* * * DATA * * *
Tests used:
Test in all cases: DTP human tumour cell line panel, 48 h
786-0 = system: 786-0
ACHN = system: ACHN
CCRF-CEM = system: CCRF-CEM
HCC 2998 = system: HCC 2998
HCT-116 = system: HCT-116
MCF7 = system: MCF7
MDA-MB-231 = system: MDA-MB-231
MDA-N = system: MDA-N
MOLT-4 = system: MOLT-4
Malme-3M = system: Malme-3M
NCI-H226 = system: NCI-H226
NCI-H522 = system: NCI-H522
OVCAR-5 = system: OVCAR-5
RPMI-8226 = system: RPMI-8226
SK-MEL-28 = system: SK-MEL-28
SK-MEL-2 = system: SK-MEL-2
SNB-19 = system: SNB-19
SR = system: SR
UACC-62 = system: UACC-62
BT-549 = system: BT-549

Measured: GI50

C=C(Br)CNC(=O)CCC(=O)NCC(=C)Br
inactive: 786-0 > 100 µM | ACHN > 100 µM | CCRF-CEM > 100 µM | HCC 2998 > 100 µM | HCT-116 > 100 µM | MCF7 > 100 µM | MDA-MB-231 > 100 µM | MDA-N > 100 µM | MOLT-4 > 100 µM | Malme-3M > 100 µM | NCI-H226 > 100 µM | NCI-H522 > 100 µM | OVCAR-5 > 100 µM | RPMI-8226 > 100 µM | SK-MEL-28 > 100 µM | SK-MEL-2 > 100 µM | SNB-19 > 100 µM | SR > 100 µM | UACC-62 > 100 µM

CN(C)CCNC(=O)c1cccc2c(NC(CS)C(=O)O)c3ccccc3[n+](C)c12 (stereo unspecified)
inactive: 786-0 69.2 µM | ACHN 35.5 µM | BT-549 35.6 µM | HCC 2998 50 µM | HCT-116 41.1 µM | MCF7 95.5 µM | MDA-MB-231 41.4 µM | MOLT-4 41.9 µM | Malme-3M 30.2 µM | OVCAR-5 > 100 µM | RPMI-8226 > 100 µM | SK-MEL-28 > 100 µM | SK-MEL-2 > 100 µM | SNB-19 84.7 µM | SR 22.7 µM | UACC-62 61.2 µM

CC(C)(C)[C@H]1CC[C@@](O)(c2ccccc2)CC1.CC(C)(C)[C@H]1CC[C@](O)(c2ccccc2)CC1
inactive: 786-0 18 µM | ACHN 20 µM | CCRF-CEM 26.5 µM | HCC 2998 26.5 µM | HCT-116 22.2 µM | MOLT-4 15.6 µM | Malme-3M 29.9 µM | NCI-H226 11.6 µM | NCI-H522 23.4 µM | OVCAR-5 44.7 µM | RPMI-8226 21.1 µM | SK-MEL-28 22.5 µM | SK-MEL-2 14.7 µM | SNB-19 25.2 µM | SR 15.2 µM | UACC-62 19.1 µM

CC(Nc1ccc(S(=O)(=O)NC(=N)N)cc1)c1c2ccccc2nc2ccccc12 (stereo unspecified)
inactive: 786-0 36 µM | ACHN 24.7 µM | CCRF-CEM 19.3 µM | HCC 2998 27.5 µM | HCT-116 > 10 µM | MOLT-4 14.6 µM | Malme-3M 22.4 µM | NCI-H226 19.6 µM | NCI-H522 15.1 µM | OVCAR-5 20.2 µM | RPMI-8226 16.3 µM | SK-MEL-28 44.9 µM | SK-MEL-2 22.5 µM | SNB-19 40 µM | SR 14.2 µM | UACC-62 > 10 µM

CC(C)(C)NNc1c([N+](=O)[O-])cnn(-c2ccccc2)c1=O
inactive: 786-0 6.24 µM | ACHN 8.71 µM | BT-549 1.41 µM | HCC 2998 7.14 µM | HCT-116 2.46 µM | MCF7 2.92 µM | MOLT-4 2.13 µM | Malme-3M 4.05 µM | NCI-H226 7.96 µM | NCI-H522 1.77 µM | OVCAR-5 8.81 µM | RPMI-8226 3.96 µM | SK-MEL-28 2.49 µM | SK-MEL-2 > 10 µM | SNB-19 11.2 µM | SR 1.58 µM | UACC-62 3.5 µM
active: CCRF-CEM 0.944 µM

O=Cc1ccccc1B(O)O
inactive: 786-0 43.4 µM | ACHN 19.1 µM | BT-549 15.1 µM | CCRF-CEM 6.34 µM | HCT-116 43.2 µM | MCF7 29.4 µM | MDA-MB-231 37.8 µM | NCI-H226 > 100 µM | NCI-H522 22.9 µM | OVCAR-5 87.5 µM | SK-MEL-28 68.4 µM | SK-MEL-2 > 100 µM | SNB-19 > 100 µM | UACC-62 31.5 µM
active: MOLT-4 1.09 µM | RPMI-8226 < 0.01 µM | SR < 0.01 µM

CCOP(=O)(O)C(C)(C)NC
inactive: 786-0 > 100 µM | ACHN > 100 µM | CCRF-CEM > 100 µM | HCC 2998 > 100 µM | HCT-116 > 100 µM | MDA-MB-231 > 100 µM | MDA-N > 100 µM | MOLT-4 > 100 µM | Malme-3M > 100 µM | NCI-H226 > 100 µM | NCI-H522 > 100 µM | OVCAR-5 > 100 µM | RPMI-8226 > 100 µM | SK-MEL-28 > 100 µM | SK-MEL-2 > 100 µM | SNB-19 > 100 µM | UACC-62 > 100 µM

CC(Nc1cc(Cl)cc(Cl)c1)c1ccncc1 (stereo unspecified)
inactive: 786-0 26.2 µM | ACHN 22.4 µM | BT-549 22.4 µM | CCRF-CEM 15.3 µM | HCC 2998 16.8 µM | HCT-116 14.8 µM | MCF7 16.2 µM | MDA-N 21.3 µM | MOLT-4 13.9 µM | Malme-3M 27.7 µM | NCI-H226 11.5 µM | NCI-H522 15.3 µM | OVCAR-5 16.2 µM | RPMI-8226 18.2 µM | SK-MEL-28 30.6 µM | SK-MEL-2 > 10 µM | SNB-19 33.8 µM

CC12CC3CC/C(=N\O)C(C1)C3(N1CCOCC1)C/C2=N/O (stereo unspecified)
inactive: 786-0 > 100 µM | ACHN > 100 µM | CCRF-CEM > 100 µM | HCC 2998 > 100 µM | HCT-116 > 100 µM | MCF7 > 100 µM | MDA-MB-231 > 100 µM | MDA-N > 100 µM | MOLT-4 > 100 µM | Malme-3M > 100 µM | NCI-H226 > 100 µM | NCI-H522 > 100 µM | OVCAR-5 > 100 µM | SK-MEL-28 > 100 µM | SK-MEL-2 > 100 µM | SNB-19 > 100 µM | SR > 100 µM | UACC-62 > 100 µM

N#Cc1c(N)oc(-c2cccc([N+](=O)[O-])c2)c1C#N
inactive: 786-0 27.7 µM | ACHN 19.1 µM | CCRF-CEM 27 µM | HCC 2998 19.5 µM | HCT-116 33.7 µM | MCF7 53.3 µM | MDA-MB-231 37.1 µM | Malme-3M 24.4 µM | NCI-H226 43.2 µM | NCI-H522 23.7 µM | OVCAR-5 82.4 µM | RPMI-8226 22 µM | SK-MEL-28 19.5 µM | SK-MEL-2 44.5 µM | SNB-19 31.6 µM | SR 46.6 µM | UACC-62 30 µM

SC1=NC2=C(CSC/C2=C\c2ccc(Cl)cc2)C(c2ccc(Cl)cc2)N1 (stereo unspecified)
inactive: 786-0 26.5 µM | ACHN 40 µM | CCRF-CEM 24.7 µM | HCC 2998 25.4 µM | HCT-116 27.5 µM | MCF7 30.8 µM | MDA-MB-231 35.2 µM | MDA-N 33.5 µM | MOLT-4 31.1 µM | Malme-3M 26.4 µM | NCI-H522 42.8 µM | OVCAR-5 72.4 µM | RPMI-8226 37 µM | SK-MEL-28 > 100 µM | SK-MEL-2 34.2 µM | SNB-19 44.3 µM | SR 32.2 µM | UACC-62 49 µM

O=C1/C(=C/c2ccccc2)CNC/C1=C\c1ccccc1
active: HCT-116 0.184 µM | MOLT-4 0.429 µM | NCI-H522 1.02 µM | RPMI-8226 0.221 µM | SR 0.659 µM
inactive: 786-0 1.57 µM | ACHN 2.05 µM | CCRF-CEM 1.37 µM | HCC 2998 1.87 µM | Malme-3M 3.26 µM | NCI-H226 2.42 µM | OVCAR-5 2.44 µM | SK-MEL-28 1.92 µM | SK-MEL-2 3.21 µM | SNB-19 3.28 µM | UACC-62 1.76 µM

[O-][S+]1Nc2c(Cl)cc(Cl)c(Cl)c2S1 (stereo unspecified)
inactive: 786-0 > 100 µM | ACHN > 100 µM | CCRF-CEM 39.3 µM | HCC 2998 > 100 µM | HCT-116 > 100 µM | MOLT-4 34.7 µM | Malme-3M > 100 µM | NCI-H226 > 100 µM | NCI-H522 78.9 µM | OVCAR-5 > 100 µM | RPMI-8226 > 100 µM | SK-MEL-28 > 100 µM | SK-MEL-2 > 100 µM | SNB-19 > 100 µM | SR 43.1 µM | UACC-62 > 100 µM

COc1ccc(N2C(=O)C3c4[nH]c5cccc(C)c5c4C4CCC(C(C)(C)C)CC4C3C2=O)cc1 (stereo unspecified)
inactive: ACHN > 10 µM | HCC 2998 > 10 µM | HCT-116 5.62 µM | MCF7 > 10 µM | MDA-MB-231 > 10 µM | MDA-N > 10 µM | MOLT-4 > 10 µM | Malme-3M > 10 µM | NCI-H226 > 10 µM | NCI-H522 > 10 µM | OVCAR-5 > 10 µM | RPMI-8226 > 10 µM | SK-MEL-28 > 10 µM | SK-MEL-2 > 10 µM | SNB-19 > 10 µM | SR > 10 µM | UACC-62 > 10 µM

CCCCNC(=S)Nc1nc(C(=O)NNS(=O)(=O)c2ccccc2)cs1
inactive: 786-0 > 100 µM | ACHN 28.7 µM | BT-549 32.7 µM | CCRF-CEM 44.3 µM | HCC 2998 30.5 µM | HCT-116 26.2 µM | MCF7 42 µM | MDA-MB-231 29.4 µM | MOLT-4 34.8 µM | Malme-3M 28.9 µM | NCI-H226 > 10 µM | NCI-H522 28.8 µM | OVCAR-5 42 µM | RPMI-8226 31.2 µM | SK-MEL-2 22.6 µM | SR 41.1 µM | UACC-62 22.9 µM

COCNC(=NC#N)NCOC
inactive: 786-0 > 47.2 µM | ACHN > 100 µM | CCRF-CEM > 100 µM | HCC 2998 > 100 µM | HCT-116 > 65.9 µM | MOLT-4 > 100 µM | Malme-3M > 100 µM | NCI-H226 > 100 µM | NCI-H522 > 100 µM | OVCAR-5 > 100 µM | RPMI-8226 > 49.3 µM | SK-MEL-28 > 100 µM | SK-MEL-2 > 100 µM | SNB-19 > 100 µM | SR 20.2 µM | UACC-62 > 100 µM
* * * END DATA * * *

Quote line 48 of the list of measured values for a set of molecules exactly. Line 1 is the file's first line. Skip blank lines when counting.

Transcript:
O=C1/C(=C/c2ccccc2)CNC/C1=C\c1ccccc1